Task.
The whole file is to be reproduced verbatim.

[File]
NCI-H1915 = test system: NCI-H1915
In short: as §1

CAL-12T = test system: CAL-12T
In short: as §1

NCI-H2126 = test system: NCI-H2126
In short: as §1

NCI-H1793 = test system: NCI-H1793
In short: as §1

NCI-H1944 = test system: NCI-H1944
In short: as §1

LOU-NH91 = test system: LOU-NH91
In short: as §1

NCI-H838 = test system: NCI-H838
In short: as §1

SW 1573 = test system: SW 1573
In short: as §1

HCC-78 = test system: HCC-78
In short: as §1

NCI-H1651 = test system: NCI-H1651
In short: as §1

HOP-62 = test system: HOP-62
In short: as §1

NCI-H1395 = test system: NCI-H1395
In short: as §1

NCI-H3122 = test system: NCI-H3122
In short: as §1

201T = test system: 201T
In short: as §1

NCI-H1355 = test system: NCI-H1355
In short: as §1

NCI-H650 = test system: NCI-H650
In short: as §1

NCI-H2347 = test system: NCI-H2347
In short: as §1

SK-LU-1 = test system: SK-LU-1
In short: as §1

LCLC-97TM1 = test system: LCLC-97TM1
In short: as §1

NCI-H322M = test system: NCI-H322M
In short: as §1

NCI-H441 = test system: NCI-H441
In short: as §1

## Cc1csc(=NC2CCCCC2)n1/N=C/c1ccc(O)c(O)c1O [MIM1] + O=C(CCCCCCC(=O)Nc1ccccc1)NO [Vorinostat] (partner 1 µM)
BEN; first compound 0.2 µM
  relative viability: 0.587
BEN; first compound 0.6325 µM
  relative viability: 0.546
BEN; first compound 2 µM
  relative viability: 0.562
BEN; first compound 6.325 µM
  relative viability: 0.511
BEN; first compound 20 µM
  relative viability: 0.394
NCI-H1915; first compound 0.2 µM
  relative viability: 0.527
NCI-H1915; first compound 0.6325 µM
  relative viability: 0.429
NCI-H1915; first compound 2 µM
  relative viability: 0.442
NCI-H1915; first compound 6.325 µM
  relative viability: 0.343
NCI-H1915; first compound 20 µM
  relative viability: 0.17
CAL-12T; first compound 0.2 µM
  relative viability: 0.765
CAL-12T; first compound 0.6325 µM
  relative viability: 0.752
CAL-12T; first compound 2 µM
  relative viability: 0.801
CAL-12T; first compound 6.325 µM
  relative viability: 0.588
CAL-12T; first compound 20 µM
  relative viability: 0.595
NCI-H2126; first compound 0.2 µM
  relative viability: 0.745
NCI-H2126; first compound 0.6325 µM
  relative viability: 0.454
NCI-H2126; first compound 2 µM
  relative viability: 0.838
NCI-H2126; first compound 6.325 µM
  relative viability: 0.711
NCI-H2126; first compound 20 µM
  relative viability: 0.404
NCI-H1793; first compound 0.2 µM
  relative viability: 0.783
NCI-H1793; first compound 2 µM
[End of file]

NCI-H1915 = test system: NCI-H1915
In short: as §1

CAL-12T = test system: CAL-12T
In short: as §1

NCI-H2126 = test system: NCI-H2126
In short: as §1

NCI-H1793 = test system: NCI-H1793
In short: as §1

NCI-H1944 = test system: NCI-H1944
In short: as §1

LOU-NH91 = test system: LOU-NH91
In short: as §1

NCI-H838 = test system: NCI-H838
In short: as §1

SW 1573 = test system: SW 1573
In short: as §1

HCC-78 = test system: HCC-78
In short: as §1

NCI-H1651 = test system: NCI-H1651
In short: as §1

HOP-62 = test system: HOP-62
In short: as §1

NCI-H1395 = test system: NCI-H1395
In short: as §1

NCI-H3122 = test system: NCI-H3122
In short: as §1

201T = test system: 201T
In short: as §1

NCI-H1355 = test system: NCI-H1355
In short: as §1

NCI-H650 = test system: NCI-H650
In short: as §1

NCI-H2347 = test system: NCI-H2347
In short: as §1

SK-LU-1 = test system: SK-LU-1
In short: as §1

LCLC-97TM1 = test system: LCLC-97TM1
In short: as §1

NCI-H322M = test system: NCI-H322M
In short: as §1

NCI-H441 = test system: NCI-H441
In short: as §1

## Cc1csc(=NC2CCCCC2)n1/N=C/c1ccc(O)c(O)c1O [MIM1] + O=C(CCCCCCC(=O)Nc1ccccc1)NO [Vorinostat] (partner 1 µM)
BEN; first compound 0.2 µM
  relative viability: 0.587
BEN; first compound 0.6325 µM
  relative viability: 0.546
BEN; first compound 2 µM
  relative viability: 0.562
BEN; first compound 6.325 µM
  relative viability: 0.511
BEN; first compound 20 µM
  relative viability: 0.394
NCI-H1915; first compound 0.2 µM
  relative viability: 0.527
NCI-H1915; first compound 0.6325 µM
  relative viability: 0.429
NCI-H1915; first compound 2 µM
  relative viability: 0.442
NCI-H1915; first compound 6.325 µM
  relative viability: 0.343
NCI-H1915; first compound 20 µM
  relative viability: 0.17
CAL-12T; first compound 0.2 µM
  relative viability: 0.765
CAL-12T; first compound 0.6325 µM
  relative viability: 0.752
CAL-12T; first compound 2 µM
  relative viability: 0.801
CAL-12T; first compound 6.325 µM
  relative viability: 0.588
CAL-12T; first compound 20 µM
  relative viability: 0.595
NCI-H2126; first compound 0.2 µM
  relative viability: 0.745
NCI-H2126; first compound 0.6325 µM
  relative viability: 0.454
NCI-H2126; first compound 2 µM
  relative viability: 0.838
NCI-H2126; first compound 6.325 µM
  relative viability: 0.711
NCI-H2126; first compound 20 µM
  relative viability: 0.404
NCI-H1793; first compound 0.2 µM
  relative viability: 0.783
NCI-H1793; first compound 2 µM